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Interview, Open Component

August 19, 2003

DMXZone publishes an interview with yours truly (goofy head shot and all), and thoughts on rich-text web-based editors.

Dave Shea Head Shot

All things considered, I think my photo came out okay. That’s right, I got the DMXZone treatment that we’re all coming to know and love.

Bruce Lawson asked some great questions, and I think I managed to give some rather thoughtful answers in my interview. Go read a few scattered thoughts on coding CSS, the on-going success of the Zen Garden, and Comic Sans MS. Meanwhile, Molly may be over-doing it just a tad, but colour me flattered. §

A recurring thought of mine that might be worth consideration, if you’re a coder: there exists a graphical, rich-text editing component by a certain software giant out of Redmond that comes bundled with its flagship browser. This component has caught on like wildfire thanks to its price and universality. Many large-scale content management systems, weblog tools, and other web-based applications use the component to allow a familiar Word-like editor for their, well, less-than-technical clientele.

The problem with this component is that no matter how well-intentioned a page author is, they are shackled by the markup that it spits out. And it’s ugly. Oh, is it ugly. <FONT> tags, unquoted attributes, the whole nine yards.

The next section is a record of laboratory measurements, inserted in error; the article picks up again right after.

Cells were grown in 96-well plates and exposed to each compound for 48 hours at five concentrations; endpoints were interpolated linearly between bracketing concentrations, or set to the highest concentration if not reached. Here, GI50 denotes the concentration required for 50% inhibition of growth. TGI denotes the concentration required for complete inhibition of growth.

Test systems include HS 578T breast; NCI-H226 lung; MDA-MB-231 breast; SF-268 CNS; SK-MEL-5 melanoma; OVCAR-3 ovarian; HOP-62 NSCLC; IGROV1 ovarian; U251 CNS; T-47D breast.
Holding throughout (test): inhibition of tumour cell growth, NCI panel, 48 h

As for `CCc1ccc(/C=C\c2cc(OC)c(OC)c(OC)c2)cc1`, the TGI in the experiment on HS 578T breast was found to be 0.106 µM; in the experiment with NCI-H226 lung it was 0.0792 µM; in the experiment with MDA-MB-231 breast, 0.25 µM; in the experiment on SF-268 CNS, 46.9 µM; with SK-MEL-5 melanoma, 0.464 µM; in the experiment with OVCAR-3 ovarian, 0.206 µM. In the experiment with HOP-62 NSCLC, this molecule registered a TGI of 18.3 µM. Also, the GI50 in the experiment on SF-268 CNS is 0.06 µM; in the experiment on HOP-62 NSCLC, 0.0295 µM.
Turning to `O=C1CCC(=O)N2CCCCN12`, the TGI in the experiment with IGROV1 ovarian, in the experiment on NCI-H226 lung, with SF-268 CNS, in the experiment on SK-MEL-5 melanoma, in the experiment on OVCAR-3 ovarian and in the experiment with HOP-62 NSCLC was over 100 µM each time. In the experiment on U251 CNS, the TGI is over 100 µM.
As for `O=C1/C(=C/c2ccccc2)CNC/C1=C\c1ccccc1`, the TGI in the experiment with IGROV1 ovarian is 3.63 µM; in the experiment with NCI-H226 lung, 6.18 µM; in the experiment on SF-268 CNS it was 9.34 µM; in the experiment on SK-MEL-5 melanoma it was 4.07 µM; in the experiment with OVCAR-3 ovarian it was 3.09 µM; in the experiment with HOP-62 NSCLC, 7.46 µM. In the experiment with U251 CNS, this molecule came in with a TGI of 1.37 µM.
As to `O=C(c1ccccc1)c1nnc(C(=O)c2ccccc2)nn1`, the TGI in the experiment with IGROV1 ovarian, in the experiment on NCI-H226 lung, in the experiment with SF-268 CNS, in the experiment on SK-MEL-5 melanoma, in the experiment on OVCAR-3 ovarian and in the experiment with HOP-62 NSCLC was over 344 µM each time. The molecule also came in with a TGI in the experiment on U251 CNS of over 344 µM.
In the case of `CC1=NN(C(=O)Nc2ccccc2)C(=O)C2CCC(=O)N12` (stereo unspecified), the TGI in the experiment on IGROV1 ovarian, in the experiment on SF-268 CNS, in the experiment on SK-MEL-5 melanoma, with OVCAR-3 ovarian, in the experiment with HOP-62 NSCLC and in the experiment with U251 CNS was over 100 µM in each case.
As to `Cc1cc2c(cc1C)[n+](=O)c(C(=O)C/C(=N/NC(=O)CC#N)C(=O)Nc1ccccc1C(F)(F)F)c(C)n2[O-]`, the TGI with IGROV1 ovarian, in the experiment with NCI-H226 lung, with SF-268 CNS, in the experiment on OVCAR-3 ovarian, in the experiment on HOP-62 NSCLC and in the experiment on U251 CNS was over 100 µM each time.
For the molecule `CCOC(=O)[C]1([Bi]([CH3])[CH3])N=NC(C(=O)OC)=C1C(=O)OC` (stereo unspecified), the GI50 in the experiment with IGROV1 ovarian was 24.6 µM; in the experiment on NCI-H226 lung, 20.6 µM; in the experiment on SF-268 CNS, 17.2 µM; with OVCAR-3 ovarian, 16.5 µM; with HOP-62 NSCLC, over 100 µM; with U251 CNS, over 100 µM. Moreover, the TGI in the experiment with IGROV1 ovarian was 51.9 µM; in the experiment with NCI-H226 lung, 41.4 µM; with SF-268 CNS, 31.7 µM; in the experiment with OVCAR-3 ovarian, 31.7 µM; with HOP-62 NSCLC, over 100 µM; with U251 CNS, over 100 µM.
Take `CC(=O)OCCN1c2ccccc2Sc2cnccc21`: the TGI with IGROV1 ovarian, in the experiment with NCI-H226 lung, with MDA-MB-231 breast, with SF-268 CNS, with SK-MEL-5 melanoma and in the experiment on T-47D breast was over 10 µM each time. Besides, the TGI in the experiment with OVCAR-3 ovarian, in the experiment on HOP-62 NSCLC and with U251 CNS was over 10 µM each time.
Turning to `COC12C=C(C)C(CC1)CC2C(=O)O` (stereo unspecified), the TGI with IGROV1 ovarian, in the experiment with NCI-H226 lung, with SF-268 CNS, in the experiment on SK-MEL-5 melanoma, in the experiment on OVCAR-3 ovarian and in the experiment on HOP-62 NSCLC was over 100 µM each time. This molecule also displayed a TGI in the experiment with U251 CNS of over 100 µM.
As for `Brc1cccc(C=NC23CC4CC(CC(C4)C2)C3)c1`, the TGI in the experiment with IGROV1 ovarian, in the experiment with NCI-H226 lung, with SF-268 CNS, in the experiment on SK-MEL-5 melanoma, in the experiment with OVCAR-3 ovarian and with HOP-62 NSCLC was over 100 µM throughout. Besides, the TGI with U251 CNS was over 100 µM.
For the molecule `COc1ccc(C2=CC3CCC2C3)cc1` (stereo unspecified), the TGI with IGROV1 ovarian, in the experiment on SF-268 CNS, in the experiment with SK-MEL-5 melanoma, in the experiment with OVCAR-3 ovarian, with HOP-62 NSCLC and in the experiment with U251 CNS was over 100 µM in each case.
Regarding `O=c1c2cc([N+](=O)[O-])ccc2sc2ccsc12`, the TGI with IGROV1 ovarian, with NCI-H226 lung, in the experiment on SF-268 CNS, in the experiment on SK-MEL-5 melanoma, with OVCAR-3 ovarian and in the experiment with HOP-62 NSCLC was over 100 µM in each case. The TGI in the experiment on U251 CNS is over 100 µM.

Alternatives exist that allow customization of the code, but they’re pricey and can’t compete with a free component in this space. A CMS vendor already charges a certain price; adding an extra $159 per license just for an editor is not an option.

It occurs to me that an open-source, hackable version of this component would be an incredibly Good Thing for broader standards adoption. Offering it free for commercial purposes would ensure consideration, and if it were easily hackable for custom purposes, it might be integrated in a heartbeat by a huge number of very expensive and well-deployed software systems.

I can’t give you any leads for Google. I don’t know what the component is called, and I can’t remember who provides alternatives. I’m sure someone reading this site knows what I’m talking about and can fill in that gap. My point however is to say that if an open alternative existed, a lot of people would be very happy, and the creator might see a very large amount of indirect benefit as a result. It’s just a thought. §

Reader Comments

paul says:
August 19, 01h

any article where myself or my company is mentioned rules. sweet! now if you could write top10 lists as well as you code…

August 19, 02h

I’ve got a structural XHTML editor for IE using the built-in editing, tried and tested, with a nice interface and modular features… but it was developed at my day job so I can’t give it away. Bah.

One thing we’ve found is that document structure can be clearly & unambiguously displayed with careful use of borders and backgrounds. For example, blockquotes have a border and a quotes ‘watermark’ background, a level 2 heading has a background tint and a subtle ‘2’ in the top-right.